Worship by other means

A decline of faithful attendance in Western churches does not mean less practice of Christian qualities of thought.

Fans watch the World Cup in the Holy Trinity Church in Sittingbourne, England, Nov. 21.

New census data in Britain caused a stir this week when it was revealed that England and Wales are no longer majority Christian. That shift has been coming for decades – brought on by a rise in other religions (Islam and Hinduism) and negative attitudes about Christian churches. It is reflected in a once-unimaginable political constellation: a Christian head of state, a Hindu prime minister, and a Muslim mayor of London.

For many in Britain, where national identity has long been shaped by a deep entanglement of church and state, Christianity’s minority status arrived sooner than expected. The number of people who identify as Christian dropped by 17% over the past decade. Those who claimed “no religion” soared by 57%. A similar shift is underway in the United States and across Western Europe. 

To focus on the numbers, however, misses something. As the world’s religions come increasingly into contact with each other, there is evidence that they are reinforcing similar qualities of thought – and perhaps a more faithful practice of shared convictions.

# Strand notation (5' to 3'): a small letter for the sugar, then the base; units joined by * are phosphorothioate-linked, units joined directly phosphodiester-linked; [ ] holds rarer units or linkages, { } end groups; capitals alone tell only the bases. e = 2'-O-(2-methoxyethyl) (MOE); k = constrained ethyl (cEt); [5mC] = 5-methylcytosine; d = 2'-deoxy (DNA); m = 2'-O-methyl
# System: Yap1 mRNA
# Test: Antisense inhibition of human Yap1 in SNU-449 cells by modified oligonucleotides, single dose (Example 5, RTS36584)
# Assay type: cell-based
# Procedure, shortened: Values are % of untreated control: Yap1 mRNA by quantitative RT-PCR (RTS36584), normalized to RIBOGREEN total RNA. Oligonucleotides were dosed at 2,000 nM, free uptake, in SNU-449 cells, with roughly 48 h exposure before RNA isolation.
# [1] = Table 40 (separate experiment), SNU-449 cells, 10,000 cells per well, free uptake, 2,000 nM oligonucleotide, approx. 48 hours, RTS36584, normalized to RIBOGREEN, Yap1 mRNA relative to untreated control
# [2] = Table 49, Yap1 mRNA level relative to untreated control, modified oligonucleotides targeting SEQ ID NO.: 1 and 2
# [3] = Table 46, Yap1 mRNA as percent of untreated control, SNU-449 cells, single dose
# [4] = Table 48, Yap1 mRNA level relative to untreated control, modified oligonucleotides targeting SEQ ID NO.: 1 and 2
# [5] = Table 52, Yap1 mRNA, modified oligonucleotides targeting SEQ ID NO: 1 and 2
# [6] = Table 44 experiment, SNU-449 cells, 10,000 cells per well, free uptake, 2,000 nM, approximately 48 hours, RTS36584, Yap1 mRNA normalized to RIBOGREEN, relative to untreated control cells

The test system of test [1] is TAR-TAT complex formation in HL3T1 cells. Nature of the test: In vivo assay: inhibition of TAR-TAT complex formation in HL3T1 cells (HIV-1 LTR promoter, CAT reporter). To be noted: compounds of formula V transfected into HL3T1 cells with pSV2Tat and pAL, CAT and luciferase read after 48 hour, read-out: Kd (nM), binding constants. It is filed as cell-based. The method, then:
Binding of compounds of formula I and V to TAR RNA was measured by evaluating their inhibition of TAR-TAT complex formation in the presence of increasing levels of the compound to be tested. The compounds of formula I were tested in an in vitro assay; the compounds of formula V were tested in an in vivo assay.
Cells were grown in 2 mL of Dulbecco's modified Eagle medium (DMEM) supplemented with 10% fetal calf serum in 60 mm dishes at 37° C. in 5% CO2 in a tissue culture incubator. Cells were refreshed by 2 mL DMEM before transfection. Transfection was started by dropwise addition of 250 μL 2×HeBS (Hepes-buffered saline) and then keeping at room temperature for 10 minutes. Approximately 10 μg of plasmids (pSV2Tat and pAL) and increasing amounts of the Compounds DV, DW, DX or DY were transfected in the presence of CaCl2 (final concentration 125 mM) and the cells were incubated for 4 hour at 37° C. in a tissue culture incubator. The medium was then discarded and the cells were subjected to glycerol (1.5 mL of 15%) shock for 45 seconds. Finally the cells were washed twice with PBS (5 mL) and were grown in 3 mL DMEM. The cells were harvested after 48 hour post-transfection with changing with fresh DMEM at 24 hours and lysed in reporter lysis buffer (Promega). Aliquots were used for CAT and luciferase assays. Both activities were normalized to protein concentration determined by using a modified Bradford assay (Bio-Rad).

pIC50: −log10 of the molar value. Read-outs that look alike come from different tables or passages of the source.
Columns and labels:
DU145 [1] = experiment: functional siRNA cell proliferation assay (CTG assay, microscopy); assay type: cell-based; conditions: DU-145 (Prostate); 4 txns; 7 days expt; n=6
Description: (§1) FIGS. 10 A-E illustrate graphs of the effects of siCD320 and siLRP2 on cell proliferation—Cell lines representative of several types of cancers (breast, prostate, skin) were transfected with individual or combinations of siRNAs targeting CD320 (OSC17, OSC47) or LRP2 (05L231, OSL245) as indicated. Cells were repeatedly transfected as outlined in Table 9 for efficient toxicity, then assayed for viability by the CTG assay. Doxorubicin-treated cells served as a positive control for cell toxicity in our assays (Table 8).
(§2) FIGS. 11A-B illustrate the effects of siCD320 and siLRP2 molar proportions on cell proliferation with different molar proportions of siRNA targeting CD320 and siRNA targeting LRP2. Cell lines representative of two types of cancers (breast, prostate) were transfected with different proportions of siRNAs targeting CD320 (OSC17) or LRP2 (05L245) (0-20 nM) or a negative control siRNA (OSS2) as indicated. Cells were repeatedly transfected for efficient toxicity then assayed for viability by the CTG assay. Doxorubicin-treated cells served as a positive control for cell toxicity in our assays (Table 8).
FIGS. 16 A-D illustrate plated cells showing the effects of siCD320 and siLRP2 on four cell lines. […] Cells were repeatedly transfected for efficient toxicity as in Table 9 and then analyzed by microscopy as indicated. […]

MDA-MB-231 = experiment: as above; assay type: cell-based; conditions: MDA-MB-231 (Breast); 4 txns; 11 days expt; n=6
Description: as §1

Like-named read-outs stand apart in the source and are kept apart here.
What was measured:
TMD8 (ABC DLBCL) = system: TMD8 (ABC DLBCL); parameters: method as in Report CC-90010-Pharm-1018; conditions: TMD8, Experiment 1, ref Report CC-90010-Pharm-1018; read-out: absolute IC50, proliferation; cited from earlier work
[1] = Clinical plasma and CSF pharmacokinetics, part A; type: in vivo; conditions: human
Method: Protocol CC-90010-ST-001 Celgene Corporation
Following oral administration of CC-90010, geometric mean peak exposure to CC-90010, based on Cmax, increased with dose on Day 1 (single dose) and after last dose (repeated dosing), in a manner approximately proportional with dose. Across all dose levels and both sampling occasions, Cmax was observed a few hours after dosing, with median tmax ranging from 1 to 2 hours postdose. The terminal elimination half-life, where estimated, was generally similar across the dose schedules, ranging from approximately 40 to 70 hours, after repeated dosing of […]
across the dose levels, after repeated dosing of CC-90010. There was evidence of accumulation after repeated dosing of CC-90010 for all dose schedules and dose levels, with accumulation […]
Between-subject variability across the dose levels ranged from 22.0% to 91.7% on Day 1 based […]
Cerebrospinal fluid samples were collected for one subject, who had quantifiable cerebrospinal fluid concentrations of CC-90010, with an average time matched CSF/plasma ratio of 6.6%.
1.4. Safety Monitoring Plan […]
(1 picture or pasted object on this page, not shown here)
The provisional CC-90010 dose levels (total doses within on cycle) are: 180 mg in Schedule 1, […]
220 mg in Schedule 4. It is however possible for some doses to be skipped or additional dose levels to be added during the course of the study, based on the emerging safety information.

“The Christian calling to love God and love our neighbors endures, regardless of our demographics,” said Amanda Tyler, executive director of the Washington-based Baptist Joint Committee for Religious Liberty, on the website Sojourners. 

Indeed, the thinning out of pews in Western churches may not be a reliable indicator of attitudes toward spirituality or the enduring influence of Christian values in those societies. A 2018 Baylor University study of the increase of so-called nones – people who identify as having no denominational affiliation – found that while 27% of Americans attend a church service at least once a month, 58% pray weekly. In the United Kingdom, Anglican Bishop Philip North estimates that more than half those who say they are not religious nonetheless believe in God and a third of them say they pray. There remains “quite a significant spiritual questioning in the U.K.,” he told The Washington Times. Spiritual curiosity may be driving a generational shift among youth, too. A new study of teenagers in 26 countries published by the evangelical research group Barna in October found that 60% want to know more about Jesus.

For some, the decline of Christianity among Western nations and its growth elsewhere offers an opportunity to focus less on how it defines nations than on how it uplifts societies through individuals’ practice. “Isn’t Christianity steady, even on the rise, in the majority of the world?” Marlena Graves, an adjunct professor at Winebrenner Theological Seminary in Findlay, Ohio, asked Sojourners. “Our sustenance is to do the will of God whom we serve: loving God, neighbors, and enemies in practical ways, not in our imaginaries.” Qualities of thought, like salt, neither decline nor perish.

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